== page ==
By Madde & Rob Watts
Search dog training in the United States has come a long way since Bill and Jean Sytrotuck trained the first dogs in the early 1960’s. Then, there were only a handful of trainers and little knowledge. Studies had been done and papers written on canine nose physiology and scent discrimination, but individual handlers often struggled, continually adjusting their training methods to find what worked best for their dogs. As the number of dog organizations grew, so did the number of opinions on the best method to train a search dog. Yet with training success, the credibility of the search dog grew among the nation’s law enforcement and search and rescue (SAR) organizations.
Today all agree that the ultimate training goal is to have a qualified search team (dog and handler) in the field that meets the requirements of the member SAR organization. As a search dog handler, it is up to you to reach that goal. You alone must decide what works best for you and your dog. Search and Rescue is real work that saves lives. Certification should not be another “shingle” to hang on the K-9 training wall. As a SAR dog handler and search and rescue team member, you will not only be required to be a dog trainer, but to acquire a strong foundation of search and rescue skills and experience yourself. You will be required to meet the standards and skill proficiency of the SAR unit or agency to which you belong. We highly recommend that you contact your county’s Sheriff’s Department to find out where the local Search and Rescue unit meets and what SAR Dog organizations are in your area.
There are five basic search dog disciplines: wilderness/urban, disaster, avalanche, water, and cadaver. Wilderness/Urban includes area searching (air scenting) as well as trailing (scent discriminating). Most dog teams begin their training in wilderness/urban searching, become mission ready, and move into the other disciplines, thereby building a good foundation from which dog and handler can progress into other disciplines. Depending on the chosen discipline, both K-9 skills (such as obedience, agility, swimming, and night search) and handler skills (such as first aid, CPR, physical fitness, and helicopter safety) may be required.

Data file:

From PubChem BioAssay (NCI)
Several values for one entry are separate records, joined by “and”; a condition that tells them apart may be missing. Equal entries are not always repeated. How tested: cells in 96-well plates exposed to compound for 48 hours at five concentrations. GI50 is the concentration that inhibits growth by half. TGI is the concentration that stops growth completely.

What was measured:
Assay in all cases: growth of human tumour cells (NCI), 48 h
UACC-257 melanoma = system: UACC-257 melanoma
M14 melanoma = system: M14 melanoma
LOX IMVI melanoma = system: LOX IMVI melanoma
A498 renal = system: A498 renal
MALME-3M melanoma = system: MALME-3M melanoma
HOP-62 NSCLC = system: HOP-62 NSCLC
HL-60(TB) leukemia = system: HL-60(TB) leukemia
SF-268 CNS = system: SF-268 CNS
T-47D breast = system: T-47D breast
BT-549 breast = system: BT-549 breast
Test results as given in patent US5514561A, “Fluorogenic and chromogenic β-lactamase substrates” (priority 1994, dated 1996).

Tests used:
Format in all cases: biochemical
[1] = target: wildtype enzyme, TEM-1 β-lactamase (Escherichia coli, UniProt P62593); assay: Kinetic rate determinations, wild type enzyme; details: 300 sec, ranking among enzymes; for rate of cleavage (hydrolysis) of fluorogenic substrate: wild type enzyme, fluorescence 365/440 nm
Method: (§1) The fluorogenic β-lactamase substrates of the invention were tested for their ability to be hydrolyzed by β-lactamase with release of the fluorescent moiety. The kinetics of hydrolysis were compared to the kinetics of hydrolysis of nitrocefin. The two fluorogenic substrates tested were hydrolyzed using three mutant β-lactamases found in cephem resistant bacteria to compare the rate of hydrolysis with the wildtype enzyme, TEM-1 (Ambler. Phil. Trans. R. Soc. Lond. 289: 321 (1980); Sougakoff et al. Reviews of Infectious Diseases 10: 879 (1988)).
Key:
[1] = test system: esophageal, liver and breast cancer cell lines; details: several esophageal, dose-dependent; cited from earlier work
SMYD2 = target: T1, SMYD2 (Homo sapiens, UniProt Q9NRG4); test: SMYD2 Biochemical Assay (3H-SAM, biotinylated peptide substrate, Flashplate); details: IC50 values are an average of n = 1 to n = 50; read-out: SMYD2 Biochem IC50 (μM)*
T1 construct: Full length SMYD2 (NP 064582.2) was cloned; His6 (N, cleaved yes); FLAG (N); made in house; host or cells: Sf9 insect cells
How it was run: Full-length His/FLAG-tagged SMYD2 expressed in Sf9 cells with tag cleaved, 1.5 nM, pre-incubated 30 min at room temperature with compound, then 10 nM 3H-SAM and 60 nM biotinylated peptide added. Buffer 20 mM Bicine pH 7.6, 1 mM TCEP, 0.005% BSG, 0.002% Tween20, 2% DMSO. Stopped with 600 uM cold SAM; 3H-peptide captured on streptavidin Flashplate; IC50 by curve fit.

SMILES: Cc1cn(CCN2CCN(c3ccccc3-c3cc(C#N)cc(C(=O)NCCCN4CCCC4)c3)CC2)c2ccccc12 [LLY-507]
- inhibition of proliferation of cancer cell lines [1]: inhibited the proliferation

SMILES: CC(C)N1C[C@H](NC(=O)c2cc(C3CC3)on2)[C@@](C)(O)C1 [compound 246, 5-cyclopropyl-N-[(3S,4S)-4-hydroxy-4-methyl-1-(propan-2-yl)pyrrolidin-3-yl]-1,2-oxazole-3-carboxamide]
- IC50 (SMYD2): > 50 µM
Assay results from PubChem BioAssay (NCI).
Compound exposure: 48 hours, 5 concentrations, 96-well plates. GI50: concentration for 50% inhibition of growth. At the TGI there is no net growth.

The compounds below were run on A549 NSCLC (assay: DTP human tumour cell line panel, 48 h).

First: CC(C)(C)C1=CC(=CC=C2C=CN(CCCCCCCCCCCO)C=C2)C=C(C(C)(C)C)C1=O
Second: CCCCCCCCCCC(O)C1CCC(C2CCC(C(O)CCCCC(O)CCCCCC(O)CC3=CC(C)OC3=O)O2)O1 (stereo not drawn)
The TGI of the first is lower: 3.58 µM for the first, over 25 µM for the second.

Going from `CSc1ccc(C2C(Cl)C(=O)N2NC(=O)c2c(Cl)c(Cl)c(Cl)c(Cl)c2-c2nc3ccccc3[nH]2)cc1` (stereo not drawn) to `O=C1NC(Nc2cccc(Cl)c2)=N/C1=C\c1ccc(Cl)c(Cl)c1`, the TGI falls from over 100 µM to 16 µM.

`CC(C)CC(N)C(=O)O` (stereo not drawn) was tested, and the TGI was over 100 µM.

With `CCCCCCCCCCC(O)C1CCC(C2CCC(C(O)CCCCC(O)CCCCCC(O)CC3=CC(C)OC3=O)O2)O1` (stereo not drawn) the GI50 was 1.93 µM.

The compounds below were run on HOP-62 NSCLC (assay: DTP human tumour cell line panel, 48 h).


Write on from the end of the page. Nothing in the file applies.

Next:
Choosing a Search Dog
Choosing the right dog may be the single most important training decision you make. From our experience, we have found that many of the most trainable and successful search dogs have come from a good “ line” and started their training as pups. Breeding predisposed them to the rigors of search work and, as puppies, they were imprinted with SAR training at the earliest possible age. Starting with a dog that has a known background (and developmental history) will greatly enhance your chances of reaching the final training goal: a qualified search dog in the field that is healthy, sound, and has a long service life ahead of it.
We also believe that a dog must be judged on its own merit and enthusiasm for doing search work. Today, if you poll the nation’s K-9 SAR units, you will find an impressive cross section of canine breeds represented. Of those breeds, a large percentage come from the Working, Herding and Sporting groups.